- Contractors' all risks
Partner - London. United Kingdom
A roundup of recent court decisions raising issues relating to the certificate of making good defects, the meaning of 'practical completion', liquidated damages, adjudication and payment, and adjudication and insolvency.
The TCC dismissed a claim against a contractor for breach of the defects liability provisions under the 1998 JCT Standard Form of Building Contract with Contractor’s Design, with bespoke amendments. The claimant claimed that the contractor had failed to make good defects during the defects liability period, which was 12 months under the contract.
The TCC held that any defects notified during the defects liability period will be deemed to have been made good on the issuing of a Notice of Completion of Making Good Defects. There can be no claim under the mechanism provided in the contract for failure to make good the defects once the notice is issued.
However, the claimant would have been entitled to bring a claim for the contractor’s failure to comply with the core contractual obligations, subject to the usual limitation rules.
The Court of Appeal has upheld the TCC’s decision in relation to the meaning of ‘practical completion’ (we reported on the first instance decision in February’s edition of Construction Brief).
This was the first time ‘practical completion’ had been considered in the Court of Appeal for 50 years, and Coulson LJ provided a useful summary of the position taking into account previous case-law:
This judgment serves as a warning to ensure that the drafting of liquidated damages provisions is clear, and their potential implications are carefully considered.
The defendant contracted the claimant to provide it with a software system. Subsequently, the claimant suspended the works for non-payment and the contract was terminated. The claimant issued proceedings in respect of unpaid invoices and the defendant counterclaimed for damages for delay (the contract provided that the claimant would pay damages at 0.1% of undelivered work per day of delay from the date for delivery up to the date the defendant accepted such work).
Where the original contract provides for liquidated damages for delay, the court considered there were three conceivable options where a contractor fails to complete and a second contractor is required to complete the works:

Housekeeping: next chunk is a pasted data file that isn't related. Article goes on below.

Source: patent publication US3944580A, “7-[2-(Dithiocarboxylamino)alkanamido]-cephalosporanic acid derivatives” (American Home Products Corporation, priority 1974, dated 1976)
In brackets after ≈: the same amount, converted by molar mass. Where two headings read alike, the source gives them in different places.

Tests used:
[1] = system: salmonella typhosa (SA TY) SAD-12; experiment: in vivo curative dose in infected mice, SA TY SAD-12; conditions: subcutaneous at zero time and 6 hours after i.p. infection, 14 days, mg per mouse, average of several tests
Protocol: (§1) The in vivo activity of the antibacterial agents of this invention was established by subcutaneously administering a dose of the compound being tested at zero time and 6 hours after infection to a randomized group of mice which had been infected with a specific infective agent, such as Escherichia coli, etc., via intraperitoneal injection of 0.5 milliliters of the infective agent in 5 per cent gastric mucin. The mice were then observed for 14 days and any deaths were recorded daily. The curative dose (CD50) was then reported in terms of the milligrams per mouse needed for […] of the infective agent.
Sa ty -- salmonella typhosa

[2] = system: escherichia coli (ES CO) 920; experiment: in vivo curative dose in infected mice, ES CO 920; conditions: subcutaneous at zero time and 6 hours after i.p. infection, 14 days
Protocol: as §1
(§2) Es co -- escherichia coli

The Court of Appeal considered that the applicable option would depend upon the wording of the clause itself. In the present case, on the specific wording, the clause only applied in respect of work that was delayed but later completed and accepted. It could not practically apply to work that was never completed or accepted, and so the defendant was not entitled to its counterclaim for liquidated damages for the uncompleted work. It was, however, entitled to liquidated damages for the delay to sections of work it had accepted. Damages for breach relating to the uncompleted work were to be assessed on ordinary principles.
However, the case serves as a useful reminder that each of the three options could be a realistic outcome, depending on the facts and wording of the specific clause.
Following on from the previous decision of S&T (UK) Limited v Grove Developments Limited , the TCC has confirmed that a party cannot rely on a true value decision until it has made payment under the smash and grab decision.
The claimant was successful in a smash and grab adjudication. The defendant failed to make payment, and commenced a true value adjudication after the smash and grab decision was received. In the true value adjudication, the adjudicator found that no sum was due from the defendant to the claimant. The claimant sought to enforce the smash and grab decision, and the defendants sought to rely on the true value decision by way of set-off or counterclaim.
Following the Court of Appeal’s reasoning in Grove, the TCC found that the defendants must pay the smash and grab decision, regardless of the subsequent finding in the true value decision. The defendants were under an immediate payment obligation to pay the smash and grab award, and could not rely on the true value decision until they had done so.
Unfortunately, the court did not clarify the position regarding the jurisdiction of the true value adjudication. The position in Grove is clearly that a smash and grab decision must be paid before commencement of a true value adjudication. However, the court in Davenport held that that is was unnecessary to determine the jurisdiction question. In addition, critics have remarked that the Davenport decision is commercially impractical, as it forces the defendant to commence another set of proceedings to recover its money. It remains to be seen whether the courts will provide further clarification on these issues in future.
This judgment concerned the conjoined appeal of two cases, which at first instance had appeared to give contradictory decisions. Both cases concerned the ability of insolvent parties to bring adjudications against their solvent employers, for payments arising out of alleged breaches.
At first instance, the court in Bresco held that such an adjudication was not permissible in light of the contractor’s insolvency, and granted an injunction restraining the contractor from continuing with the adjudication. In Cannon, it was decided that not only was such an adjudication permissible, but that summary judgment could be granted to enforce the decision and the employer was not entitled to a stay of execution.
Given the apparent conflict between the two decisions, the appeals of both cases were heard together. In summary, the Court of Appeal held that: